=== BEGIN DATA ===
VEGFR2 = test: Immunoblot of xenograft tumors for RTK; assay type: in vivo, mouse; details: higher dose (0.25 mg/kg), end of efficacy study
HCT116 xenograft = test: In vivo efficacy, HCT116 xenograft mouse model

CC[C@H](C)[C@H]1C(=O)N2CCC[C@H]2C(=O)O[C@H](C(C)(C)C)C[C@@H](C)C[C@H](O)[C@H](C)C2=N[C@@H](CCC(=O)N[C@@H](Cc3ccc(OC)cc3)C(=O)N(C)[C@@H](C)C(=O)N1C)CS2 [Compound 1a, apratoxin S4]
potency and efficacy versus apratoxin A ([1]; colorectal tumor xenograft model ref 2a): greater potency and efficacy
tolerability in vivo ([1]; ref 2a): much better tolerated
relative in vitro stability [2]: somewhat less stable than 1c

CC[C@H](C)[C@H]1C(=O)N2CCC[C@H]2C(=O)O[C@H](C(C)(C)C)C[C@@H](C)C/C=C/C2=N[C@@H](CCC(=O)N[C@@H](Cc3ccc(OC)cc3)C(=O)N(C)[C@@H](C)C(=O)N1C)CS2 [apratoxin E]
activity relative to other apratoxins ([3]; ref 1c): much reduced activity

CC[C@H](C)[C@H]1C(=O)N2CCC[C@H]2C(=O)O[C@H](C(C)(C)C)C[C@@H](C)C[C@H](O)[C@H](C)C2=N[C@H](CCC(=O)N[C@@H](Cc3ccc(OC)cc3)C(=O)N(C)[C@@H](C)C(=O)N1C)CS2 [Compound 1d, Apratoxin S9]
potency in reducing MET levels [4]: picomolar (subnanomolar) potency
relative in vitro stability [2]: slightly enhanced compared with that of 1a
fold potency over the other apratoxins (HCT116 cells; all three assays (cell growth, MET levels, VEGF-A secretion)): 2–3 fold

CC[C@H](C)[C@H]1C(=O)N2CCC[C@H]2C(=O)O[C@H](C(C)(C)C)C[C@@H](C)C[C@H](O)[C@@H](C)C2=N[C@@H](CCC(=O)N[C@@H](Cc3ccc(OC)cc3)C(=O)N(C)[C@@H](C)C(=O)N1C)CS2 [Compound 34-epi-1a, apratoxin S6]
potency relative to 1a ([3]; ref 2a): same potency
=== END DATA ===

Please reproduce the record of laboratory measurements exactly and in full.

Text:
VEGFR2 = test: Immunoblot of xenograft tumors for RTK; assay type: in vivo, mouse; details: higher dose (0.25 mg/kg), end of efficacy study
HCT116 xenograft = test: In vivo efficacy, HCT116 xenograft mouse model

CC[C@H](C)[C@H]1C(=O)N2CCC[C@H]2C(=O)O[C@H](C(C)(C)C)C[C@@H](C)C[C@H](O)[C@H](C)C2=N[C@@H](CCC(=O)N[C@@H](Cc3ccc(OC)cc3)C(=O)N(C)[C@@H](C)C(=O)N1C)CS2 [Compound 1a, apratoxin S4]
potency and efficacy versus apratoxin A ([1]; colorectal tumor xenograft model ref 2a): greater potency and efficacy
tolerability in vivo ([1]; ref 2a): much better tolerated
relative in vitro stability [2]: somewhat less stable than 1c

CC[C@H](C)[C@H]1C(=O)N2CCC[C@H]2C(=O)O[C@H](C(C)(C)C)C[C@@H](C)C/C=C/C2=N[C@@H](CCC(=O)N[C@@H](Cc3ccc(OC)cc3)C(=O)N(C)[C@@H](C)C(=O)N1C)CS2 [apratoxin E]
activity relative to other apratoxins ([3]; ref 1c): much reduced activity

CC[C@H](C)[C@H]1C(=O)N2CCC[C@H]2C(=O)O[C@H](C(C)(C)C)C[C@@H](C)C[C@H](O)[C@H](C)C2=N[C@H](CCC(=O)N[C@@H](Cc3ccc(OC)cc3)C(=O)N(C)[C@@H](C)C(=O)N1C)CS2 [Compound 1d, Apratoxin S9]
potency in reducing MET levels [4]: picomolar (subnanomolar) potency
relative in vitro stability [2]: slightly enhanced compared with that of 1a
fold potency over the other apratoxins (HCT116 cells; all three assays (cell growth, MET levels, VEGF-A secretion)): 2–3 fold

CC[C@H](C)[C@H]1C(=O)N2CCC[C@H]2C(=O)O[C@H](C(C)(C)C)C[C@@H](C)C[C@H](O)[C@@H](C)C2=N[C@@H](CCC(=O)N[C@@H](Cc3ccc(OC)cc3)C(=O)N(C)[C@@H](C)C(=O)N1C)CS2 [Compound 34-epi-1a, apratoxin S6]
potency relative to 1a ([3]; ref 2a): same potency